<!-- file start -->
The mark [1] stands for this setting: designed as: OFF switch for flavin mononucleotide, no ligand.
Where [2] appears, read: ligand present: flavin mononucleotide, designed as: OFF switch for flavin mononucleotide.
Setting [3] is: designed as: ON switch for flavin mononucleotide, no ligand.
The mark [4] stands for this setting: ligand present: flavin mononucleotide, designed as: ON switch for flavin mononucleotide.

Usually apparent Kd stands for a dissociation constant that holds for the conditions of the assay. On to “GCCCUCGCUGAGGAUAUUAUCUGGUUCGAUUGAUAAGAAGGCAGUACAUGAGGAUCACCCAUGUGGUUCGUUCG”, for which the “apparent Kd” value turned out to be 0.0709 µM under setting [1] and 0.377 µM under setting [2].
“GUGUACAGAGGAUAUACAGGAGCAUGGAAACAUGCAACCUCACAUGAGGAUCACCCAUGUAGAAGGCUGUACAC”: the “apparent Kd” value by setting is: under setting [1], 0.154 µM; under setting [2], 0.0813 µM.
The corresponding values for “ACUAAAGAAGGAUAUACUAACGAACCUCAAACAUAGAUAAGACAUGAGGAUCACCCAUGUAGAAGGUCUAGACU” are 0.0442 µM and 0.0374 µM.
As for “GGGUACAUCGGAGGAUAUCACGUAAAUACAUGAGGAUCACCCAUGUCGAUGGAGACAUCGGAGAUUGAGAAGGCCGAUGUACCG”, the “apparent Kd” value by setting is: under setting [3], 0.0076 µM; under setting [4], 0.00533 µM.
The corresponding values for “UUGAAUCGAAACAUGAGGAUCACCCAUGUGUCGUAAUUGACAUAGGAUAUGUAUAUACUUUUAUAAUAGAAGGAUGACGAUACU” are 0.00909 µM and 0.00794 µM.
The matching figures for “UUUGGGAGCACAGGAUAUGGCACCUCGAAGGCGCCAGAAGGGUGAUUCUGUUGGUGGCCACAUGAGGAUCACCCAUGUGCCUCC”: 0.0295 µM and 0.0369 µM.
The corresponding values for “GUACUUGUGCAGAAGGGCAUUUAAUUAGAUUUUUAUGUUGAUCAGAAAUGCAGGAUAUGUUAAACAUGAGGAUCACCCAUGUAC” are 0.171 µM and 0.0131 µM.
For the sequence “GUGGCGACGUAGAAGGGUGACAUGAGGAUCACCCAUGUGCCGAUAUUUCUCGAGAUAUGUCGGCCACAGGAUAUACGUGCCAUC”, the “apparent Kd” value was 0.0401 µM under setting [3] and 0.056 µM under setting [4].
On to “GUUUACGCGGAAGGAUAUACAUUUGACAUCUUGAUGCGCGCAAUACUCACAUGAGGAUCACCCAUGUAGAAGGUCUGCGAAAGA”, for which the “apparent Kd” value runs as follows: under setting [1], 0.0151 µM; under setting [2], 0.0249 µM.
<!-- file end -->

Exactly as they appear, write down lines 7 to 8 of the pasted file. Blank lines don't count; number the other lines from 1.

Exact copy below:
The corresponding values for “ACUAAAGAAGGAUAUACUAACGAACCUCAAACAUAGAUAAGACAUGAGGAUCACCCAUGUAGAAGGUCUAGACU” are 0.0442 µM and 0.0374 µM.
As for “GGGUACAUCGGAGGAUAUCACGUAAAUACAUGAGGAUCACCCAUGUCGAUGGAGACAUCGGAGAUUGAGAAGGCCGAUGUACCG”, the “apparent Kd” value by setting is: under setting [3], 0.0076 µM; under setting [4], 0.00533 µM.